Open Letter #13
Update on the Eastshore State Park
An Open letter to the Paddling, Rowing, Windsurfing and Sailing Communities
Previous open letters are archived at www.well.com/user/pk/waterfront/EastshoreStatePark/OpenLetters/.
(These letters represent my personal opinion and are not necessarily the position of the Berkeley Waterfront Commission. The Commission's official recommendations for the Eastshore State Park can be found at www.well.com/user/pk/waterfront/EastshoreStatePark/Resolution-020313.html.)
We have one more opportunity to attempt to keep reasonable water access in the plan for the Eastshore State Park: Tuesday April 30, at the Berkeley Community Theatre, 7 pm. The agenda is online at www.ci.berkeley.ca.us/citycouncil/2002citycouncil/agenda/043002AJrev.html.
This is a combined City Council, Waterfront Commission, and Parks & Recreation Commission meeting. The planning consultants for the park will begin writing their final recommendations for the shoreline, from Emeryville to Richmond, the very next day after this meeting. So as far as Berkeley's input to the park plan is concerned, this is our last chance.
How do things look?
The "Preferred Park Concept Plan" issued by the planning consultants in early March has some very positive elements, but it is likely that the most important water access facilities will not survive the Berkeley City Council recommendations.
The March 21 public workshop to review this plan attracted something like 600 participants, including very large contingents of playing field advocates and off-leash dog walkers. There were a few windsurfers and kayakers, and some artists calling for the Albany Bulb to be left as is. But it's the dog people and soccer parents who produce the numbers. The dog people have something dear to their hearts to defend (off-leash at North Point Isabel and the Bulb) and the soccer parents face a critical shortage of playing and practice venues. Unfortunately the proposed new water access facilities have no existing users, so there is no equivalent large and motivated constituency to from which to draw support.
Human and wind-powered boating is the one form of active and environmentally compatible recreation that can only happen at the waterfront. Whether the park plan accommodates water-related uses will have profound long-term consequences on how the East Bay communities view their relationship to the Bay and the shoreline. Stewardship is the word currently in favor: The way to create the passion for preservation and protection on which responsible stewardship depends is to make it easy for lots of people to interact with the water at their doorstep.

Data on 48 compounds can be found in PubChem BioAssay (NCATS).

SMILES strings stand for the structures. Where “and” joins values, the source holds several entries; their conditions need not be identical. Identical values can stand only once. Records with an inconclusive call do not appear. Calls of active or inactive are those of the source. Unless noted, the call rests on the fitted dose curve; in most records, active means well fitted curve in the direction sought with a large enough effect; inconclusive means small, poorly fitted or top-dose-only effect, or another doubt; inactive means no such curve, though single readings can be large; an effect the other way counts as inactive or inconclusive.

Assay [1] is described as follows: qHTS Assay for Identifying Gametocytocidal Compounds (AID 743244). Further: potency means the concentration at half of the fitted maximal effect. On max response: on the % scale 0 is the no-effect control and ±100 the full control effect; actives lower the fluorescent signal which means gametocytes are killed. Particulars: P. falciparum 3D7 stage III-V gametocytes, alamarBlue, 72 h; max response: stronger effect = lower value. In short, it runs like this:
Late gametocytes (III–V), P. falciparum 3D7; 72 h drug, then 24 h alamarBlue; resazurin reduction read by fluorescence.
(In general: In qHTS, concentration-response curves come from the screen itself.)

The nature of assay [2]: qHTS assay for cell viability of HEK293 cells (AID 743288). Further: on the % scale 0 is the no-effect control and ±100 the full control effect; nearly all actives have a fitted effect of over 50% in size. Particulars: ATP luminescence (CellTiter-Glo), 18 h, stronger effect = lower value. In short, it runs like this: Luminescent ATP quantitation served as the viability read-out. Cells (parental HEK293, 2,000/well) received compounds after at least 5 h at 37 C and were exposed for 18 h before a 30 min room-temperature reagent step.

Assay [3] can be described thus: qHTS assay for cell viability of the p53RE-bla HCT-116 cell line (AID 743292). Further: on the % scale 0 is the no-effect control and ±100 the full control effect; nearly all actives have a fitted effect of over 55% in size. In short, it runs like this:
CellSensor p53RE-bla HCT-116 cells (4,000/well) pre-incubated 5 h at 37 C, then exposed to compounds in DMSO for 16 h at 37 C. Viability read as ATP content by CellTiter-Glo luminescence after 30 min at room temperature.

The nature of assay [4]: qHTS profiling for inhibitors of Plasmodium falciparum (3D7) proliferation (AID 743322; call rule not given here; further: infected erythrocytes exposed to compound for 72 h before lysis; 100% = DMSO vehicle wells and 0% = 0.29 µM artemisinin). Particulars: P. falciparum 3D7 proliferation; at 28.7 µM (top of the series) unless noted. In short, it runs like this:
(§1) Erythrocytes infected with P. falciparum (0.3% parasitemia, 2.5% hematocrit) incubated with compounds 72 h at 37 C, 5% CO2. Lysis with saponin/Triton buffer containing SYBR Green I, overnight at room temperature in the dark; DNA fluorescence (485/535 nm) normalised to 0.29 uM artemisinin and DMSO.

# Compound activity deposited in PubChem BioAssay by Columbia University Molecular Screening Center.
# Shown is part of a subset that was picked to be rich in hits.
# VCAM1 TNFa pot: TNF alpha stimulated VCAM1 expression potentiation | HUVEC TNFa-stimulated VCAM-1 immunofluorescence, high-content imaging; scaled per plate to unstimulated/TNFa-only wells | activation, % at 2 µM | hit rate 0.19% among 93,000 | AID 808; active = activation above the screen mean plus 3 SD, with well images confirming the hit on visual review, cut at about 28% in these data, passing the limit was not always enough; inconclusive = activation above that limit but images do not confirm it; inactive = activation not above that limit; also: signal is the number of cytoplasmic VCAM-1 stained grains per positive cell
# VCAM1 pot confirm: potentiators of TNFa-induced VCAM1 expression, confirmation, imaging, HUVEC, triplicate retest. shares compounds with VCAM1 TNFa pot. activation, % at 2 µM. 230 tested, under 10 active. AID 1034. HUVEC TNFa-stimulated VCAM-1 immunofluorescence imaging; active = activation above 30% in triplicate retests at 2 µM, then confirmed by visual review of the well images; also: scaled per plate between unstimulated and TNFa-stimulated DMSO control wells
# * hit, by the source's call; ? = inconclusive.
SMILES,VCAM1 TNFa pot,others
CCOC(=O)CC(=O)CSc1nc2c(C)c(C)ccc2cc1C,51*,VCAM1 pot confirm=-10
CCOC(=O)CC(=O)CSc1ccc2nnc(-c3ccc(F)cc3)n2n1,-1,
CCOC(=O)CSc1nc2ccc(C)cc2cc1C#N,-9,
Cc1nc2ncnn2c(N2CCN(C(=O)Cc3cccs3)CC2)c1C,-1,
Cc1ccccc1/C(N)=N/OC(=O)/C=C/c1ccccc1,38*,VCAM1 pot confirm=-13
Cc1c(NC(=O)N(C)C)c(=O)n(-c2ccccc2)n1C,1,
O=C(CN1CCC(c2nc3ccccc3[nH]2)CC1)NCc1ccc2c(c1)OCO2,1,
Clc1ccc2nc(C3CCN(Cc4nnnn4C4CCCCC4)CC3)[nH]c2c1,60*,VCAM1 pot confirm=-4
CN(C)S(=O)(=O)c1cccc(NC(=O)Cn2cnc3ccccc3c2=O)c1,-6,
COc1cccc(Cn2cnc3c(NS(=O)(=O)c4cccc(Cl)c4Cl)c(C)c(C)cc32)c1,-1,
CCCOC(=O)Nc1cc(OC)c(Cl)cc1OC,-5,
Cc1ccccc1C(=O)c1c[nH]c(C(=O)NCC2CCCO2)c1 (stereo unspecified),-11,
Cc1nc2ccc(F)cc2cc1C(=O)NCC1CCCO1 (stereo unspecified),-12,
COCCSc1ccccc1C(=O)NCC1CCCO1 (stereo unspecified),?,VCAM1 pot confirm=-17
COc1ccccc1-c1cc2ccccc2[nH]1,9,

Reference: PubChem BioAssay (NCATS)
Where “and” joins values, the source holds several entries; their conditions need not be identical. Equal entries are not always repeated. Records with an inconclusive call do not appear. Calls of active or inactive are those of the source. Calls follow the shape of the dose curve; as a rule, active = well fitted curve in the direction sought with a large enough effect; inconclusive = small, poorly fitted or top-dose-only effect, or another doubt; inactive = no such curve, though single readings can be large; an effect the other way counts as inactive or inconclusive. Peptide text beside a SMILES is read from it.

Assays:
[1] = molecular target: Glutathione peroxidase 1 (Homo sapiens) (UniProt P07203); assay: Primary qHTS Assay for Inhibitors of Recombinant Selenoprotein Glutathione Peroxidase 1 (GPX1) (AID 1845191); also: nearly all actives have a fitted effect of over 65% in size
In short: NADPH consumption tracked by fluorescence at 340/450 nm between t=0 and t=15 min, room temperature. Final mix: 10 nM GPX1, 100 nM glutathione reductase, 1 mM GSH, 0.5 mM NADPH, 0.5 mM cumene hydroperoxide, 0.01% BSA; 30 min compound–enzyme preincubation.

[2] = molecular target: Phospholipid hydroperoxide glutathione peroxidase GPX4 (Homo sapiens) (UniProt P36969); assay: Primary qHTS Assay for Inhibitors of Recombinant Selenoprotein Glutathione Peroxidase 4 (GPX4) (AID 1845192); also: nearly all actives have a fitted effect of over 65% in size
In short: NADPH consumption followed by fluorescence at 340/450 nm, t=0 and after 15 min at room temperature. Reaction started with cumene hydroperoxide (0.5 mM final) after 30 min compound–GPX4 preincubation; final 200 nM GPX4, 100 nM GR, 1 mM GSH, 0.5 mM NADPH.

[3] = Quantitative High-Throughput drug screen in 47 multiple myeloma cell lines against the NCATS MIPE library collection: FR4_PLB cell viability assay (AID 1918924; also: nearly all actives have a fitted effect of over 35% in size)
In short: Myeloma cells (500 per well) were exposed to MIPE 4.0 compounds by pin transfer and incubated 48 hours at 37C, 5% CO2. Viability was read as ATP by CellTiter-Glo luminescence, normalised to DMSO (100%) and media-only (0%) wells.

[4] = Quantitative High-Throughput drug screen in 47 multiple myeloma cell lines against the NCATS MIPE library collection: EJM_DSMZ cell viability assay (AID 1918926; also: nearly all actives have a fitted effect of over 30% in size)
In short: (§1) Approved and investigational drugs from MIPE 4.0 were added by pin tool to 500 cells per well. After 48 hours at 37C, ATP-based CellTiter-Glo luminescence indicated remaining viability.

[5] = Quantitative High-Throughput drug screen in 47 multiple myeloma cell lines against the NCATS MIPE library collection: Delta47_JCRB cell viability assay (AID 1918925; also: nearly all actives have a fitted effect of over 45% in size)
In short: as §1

At the end of the March 21 hearing, Councilmember Kriss Worthington stated that the only policy for which he detected a clear consensus was to leave the Berkeley Meadow completely untouched. He also believes this will be the consensus of the rest of the City Council, and he could be right.
The problem is that the planning consultants' map currently shows one corner of the Meadow - one or two acres out of a total of 73 - as the preferred location for a facility to support human and sail powered boating. This is the best place for a boating access facility for a number of reasons: deepest water close to shore, proximity to existing parking, nearly contiguous with related activities in the marina, and best shelter from summer westerlies. And it's well clear of northern harrier and white-tail kite roosting locations, cited as one of the reasons for opposing this kind of activity.
But If the Council agrees with those who insist that habitat preservation requires 100 percent of the Meadow and that 97 percent is not enough, then paddlers, rowers, kayakers, windsurfers, small boat sailors, rowboat renters, and dragon boat racers will be left out of the plan. There will be no public boating access, no youth programs and no organized recreation. The water of the North Sailing Basin will be there to look at, but not to touch or to float on.
Compromises are available that give all interest groups nearly all of what they want. But we will have to continue to impress upon the various levels of government officials and planners that floating on the water is an important part of the waterfront experience.
There's more background info on all of this at www.BerkeleyWaterfront.org.
If you can't be at the meeting on Tuesday, write or email the planning consultants and the Berkeley City Council before that date. After that, the lobbying target shifts the California Parks Commission and the California Dept. of Parks and Recreation.
But first, let's show the planners that they did not make a mistake when they included a boating facility on one corner of the Meadow. We can do this by giving them the feedback they need to justify keeping this vital feature in the plan.
Once again, the date is Tuesday April 30, 7 pm. The Berkeley Community Theatre occupies the 1900 block of Alston Way. Downtown Berkeley BART is one block to the east, and on-street parking can always be found a few blocks to the west if you don't want to use one of the nearby fee lots.